Last month, victims of the Mariana dam disaster travelled from Brazil to the UK to continue to share how they were affected by the actions of BHP in Brazil’s worst ever environmental disaster.
During the visit, BHP was in court against co-owners Vale, trying to shirk their responsibility over the Mariana dam disaster. As BHP attempted to shift the blame, members of the indigenous communities protested outside.
Members of indigenous communities affected by the disaster gathered outside the High Court in London, holding signs asking for justice and singing a song for their sacred river, which was integral to their everyday lives before it was polluted with toxic mud.
“It’s very hard to sing this song nowadays because there’s nothing there anymore,”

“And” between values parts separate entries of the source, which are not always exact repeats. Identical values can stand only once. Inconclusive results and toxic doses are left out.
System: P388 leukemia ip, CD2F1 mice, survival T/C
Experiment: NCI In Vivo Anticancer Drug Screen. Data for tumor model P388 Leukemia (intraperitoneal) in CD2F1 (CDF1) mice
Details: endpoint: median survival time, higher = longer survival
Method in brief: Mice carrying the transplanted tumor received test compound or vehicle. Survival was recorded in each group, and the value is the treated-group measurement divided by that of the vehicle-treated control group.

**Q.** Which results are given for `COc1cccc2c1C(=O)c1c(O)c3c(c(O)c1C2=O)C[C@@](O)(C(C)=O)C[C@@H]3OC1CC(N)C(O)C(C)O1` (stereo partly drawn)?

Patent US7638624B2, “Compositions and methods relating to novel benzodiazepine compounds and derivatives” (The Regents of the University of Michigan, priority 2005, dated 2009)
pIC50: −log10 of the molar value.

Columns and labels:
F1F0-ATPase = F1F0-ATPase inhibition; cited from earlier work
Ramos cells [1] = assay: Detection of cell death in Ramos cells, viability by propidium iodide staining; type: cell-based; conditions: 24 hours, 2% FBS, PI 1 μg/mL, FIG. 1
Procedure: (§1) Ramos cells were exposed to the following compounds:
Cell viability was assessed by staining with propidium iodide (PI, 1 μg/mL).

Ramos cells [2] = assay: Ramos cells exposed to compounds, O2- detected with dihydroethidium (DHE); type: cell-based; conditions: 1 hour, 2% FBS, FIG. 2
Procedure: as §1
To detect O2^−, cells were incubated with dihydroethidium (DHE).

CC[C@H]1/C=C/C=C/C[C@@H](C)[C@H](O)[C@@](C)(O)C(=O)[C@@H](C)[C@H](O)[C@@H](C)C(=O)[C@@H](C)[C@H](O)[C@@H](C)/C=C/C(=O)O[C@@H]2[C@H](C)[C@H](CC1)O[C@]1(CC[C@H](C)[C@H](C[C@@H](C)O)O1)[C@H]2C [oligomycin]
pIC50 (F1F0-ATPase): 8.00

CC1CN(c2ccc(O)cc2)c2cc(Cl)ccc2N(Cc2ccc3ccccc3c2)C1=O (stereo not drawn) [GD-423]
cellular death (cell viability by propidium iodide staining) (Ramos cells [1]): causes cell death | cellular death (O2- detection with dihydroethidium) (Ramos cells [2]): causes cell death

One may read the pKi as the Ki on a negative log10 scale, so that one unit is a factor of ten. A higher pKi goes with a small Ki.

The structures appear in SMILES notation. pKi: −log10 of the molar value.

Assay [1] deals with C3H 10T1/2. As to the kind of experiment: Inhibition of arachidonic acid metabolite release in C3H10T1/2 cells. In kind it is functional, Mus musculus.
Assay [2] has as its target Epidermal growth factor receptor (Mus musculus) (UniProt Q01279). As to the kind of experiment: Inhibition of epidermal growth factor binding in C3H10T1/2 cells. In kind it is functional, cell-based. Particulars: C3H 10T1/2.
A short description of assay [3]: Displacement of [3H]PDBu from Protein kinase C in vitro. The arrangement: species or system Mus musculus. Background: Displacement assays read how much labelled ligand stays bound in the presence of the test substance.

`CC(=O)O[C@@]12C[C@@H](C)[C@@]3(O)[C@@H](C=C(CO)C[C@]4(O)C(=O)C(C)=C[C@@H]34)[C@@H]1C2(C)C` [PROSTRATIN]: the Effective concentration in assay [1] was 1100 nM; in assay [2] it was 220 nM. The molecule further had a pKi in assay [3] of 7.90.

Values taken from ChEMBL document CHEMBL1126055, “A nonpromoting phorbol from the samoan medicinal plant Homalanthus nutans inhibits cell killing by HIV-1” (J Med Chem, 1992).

Dirlene Krenak, a member of the Krenak indigenous community affected by the disaster, said: “It was where we got our food from, it’s where we baptised our children, it’s our place of recreation, and we’re never going to get that back.” –
Felipe Hotta, a Partner at Pogust Goodhead working on the case, explained how very little compensation has been granted to victims in Brazil, and it’s time that this changed.
“Our clients are tired; they just want to move on with their lives,” he said.
“It’s not even about the money itself for most of them. They just want to put an end to this and move on.”
Throughout the week, members of The Krenaks, The Pataxós, The Guaranis, The Tupiniquins, and The Quilombolas indigenous communities met with NGOs and shared their stories with journalists, where they called on BHP to finally do the right thing.
The group also delivered a letter to Downing Street asking for support from the UK government.
“We came here to ask for justice because we trust the justice system here. In Brazil, we haven’t been compensated. We haven’t received anything. We haven’t even received the land to be resettled.”
The significant visit was featured in a range of prestigious press outlets, including: